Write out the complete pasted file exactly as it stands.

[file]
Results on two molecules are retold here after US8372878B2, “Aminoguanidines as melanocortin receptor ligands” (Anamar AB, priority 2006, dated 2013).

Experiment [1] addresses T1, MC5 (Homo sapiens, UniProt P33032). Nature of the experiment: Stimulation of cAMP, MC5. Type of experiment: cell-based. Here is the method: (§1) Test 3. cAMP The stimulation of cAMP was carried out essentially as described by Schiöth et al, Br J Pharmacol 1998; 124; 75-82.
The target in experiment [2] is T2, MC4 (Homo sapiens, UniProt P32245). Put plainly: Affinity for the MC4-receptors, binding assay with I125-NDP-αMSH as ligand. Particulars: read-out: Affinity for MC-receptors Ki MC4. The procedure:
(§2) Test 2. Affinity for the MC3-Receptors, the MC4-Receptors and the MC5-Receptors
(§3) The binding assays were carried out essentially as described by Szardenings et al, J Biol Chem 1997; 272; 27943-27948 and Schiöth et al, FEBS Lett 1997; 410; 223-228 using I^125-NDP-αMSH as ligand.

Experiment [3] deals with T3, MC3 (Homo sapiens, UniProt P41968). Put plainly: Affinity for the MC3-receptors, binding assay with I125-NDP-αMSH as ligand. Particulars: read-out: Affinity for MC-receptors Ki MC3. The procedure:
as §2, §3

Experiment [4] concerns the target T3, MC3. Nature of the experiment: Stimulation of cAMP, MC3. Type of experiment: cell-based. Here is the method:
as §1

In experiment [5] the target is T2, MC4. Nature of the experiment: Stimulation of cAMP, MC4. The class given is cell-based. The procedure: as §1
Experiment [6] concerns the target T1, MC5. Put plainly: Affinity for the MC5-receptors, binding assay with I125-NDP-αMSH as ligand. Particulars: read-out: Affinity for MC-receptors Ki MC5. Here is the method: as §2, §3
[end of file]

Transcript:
Results on two molecules are retold here after US8372878B2, “Aminoguanidines as melanocortin receptor ligands” (Anamar AB, priority 2006, dated 2013).

Experiment [1] addresses T1, MC5 (Homo sapiens, UniProt P33032). Nature of the experiment: Stimulation of cAMP, MC5. Type of experiment: cell-based. Here is the method: (§1) Test 3. cAMP The stimulation of cAMP was carried out essentially as described by Schiöth et al, Br J Pharmacol 1998; 124; 75-82.
The target in experiment [2] is T2, MC4 (Homo sapiens, UniProt P32245). Put plainly: Affinity for the MC4-receptors, binding assay with I125-NDP-αMSH as ligand. Particulars: read-out: Affinity for MC-receptors Ki MC4. The procedure:
(§2) Test 2. Affinity for the MC3-Receptors, the MC4-Receptors and the MC5-Receptors
(§3) The binding assays were carried out essentially as described by Szardenings et al, J Biol Chem 1997; 272; 27943-27948 and Schiöth et al, FEBS Lett 1997; 410; 223-228 using I^125-NDP-αMSH as ligand.

Experiment [3] deals with T3, MC3 (Homo sapiens, UniProt P41968). Put plainly: Affinity for the MC3-receptors, binding assay with I125-NDP-αMSH as ligand. Particulars: read-out: Affinity for MC-receptors Ki MC3. The procedure:
as §2, §3

Experiment [4] concerns the target T3, MC3. Nature of the experiment: Stimulation of cAMP, MC3. Type of experiment: cell-based. Here is the method:
as §1

In experiment [5] the target is T2, MC4. Nature of the experiment: Stimulation of cAMP, MC4. The class given is cell-based. The procedure: as §1
Experiment [6] concerns the target T1, MC5. Put plainly: Affinity for the MC5-receptors, binding assay with I125-NDP-αMSH as ligand. Particulars: read-out: Affinity for MC-receptors Ki MC5. Here is the method: as §2, §3